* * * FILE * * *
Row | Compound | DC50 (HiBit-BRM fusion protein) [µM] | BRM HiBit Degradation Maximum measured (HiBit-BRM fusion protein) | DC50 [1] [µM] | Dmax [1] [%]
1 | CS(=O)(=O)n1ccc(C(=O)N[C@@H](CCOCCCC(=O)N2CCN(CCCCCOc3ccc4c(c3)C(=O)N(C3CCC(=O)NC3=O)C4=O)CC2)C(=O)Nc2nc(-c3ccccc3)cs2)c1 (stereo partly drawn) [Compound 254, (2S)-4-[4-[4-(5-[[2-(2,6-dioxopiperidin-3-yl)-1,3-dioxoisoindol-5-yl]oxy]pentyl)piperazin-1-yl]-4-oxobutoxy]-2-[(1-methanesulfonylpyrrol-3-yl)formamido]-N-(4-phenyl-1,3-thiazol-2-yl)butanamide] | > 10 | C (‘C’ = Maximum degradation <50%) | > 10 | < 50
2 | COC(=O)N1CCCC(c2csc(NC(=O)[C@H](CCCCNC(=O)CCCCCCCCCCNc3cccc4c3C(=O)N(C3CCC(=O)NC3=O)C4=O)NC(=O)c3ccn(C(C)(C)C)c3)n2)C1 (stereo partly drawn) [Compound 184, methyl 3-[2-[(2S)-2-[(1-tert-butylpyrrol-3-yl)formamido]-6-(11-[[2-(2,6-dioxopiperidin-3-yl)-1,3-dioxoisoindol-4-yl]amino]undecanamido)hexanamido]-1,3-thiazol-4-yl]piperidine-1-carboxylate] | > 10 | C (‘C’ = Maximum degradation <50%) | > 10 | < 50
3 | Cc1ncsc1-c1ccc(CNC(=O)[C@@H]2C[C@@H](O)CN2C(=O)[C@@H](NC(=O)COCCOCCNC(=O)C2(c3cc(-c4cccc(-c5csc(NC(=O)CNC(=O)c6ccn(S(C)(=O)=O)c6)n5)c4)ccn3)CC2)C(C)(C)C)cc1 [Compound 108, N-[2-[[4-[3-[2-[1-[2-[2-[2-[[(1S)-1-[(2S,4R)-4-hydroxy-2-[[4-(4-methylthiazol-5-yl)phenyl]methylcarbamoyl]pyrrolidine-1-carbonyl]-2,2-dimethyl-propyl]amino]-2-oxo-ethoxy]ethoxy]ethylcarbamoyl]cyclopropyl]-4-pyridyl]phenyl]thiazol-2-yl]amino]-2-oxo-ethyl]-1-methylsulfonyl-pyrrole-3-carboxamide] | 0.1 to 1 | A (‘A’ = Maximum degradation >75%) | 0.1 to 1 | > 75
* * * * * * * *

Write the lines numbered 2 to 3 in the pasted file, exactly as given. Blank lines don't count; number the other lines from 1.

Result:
1 | CS(=O)(=O)n1ccc(C(=O)N[C@@H](CCOCCCC(=O)N2CCN(CCCCCOc3ccc4c(c3)C(=O)N(C3CCC(=O)NC3=O)C4=O)CC2)C(=O)Nc2nc(-c3ccccc3)cs2)c1 (stereo partly drawn) [Compound 254, (2S)-4-[4-[4-(5-[[2-(2,6-dioxopiperidin-3-yl)-1,3-dioxoisoindol-5-yl]oxy]pentyl)piperazin-1-yl]-4-oxobutoxy]-2-[(1-methanesulfonylpyrrol-3-yl)formamido]-N-(4-phenyl-1,3-thiazol-2-yl)butanamide] | > 10 | C (‘C’ = Maximum degradation <50%) | > 10 | < 50
2 | COC(=O)N1CCCC(c2csc(NC(=O)[C@H](CCCCNC(=O)CCCCCCCCCCNc3cccc4c3C(=O)N(C3CCC(=O)NC3=O)C4=O)NC(=O)c3ccn(C(C)(C)C)c3)n2)C1 (stereo partly drawn) [Compound 184, methyl 3-[2-[(2S)-2-[(1-tert-butylpyrrol-3-yl)formamido]-6-(11-[[2-(2,6-dioxopiperidin-3-yl)-1,3-dioxoisoindol-4-yl]amino]undecanamido)hexanamido]-1,3-thiazol-4-yl]piperidine-1-carboxylate] | > 10 | C (‘C’ = Maximum degradation <50%) | > 10 | < 50